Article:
The city’s traffic conditions and high petrol prices also play a part here, with few residents wishing to travel any distance to shop, as such journeys can be arduous. Thus, the local store continues to be a major player, with the battle continuing to locate new malls in downtown and inner city areas closer to where people live and work. This naturally pushes up prices, as bidding for such real estate is highly competitive.

The AMPD also calculates that when the traditional and modern retail sectors are combined, the sector has grown some 117% since 2000. That both have managed to grow pays tribute to the resilience of the traditional sector, which in other countries has been rapidly vanishing recently.

The AMPD calculates that the current sector balance is 45% modern to 65% traditional, in terms of turnover. This is partly because traditional stores in Turkey are often very well located and able to out-convenience modern stores, with strong local loyalty and a culture that can make visiting rival stores something that is deeply frowned upon. At the same time, the unregistered nature of much trade in the traditional sector allows lower overhead and labour costs, while large chains have to comply with a wider, and often costlier, range of regulations.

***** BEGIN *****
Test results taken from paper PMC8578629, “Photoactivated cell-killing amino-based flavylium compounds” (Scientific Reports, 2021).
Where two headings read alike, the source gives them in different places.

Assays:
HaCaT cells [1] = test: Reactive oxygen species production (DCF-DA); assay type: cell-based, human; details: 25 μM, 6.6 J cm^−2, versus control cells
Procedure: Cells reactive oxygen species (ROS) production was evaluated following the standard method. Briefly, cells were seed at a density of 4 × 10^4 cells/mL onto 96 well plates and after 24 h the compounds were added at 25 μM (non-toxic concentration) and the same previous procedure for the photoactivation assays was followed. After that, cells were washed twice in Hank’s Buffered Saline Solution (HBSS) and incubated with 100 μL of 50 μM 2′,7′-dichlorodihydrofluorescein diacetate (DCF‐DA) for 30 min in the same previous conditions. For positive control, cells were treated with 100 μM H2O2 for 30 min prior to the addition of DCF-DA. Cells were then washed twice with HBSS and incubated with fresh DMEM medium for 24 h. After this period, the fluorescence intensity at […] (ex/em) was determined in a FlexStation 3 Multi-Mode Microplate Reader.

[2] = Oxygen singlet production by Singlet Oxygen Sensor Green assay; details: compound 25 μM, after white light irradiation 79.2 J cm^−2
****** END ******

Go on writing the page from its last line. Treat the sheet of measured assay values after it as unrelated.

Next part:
Cross-Sector Struggles

Yet the modern sector, particularly its major chains, has the advantage of economies of scale, while also having a large advertising and promotional budget and often a global brand to back it up. Working by shift is also an issue, with smaller shops and chains finding this difficult to cope with, although the larger chains are having more issues with this, as larger labour forces become better organised and able to bargain for improved shift conditions and higher wages.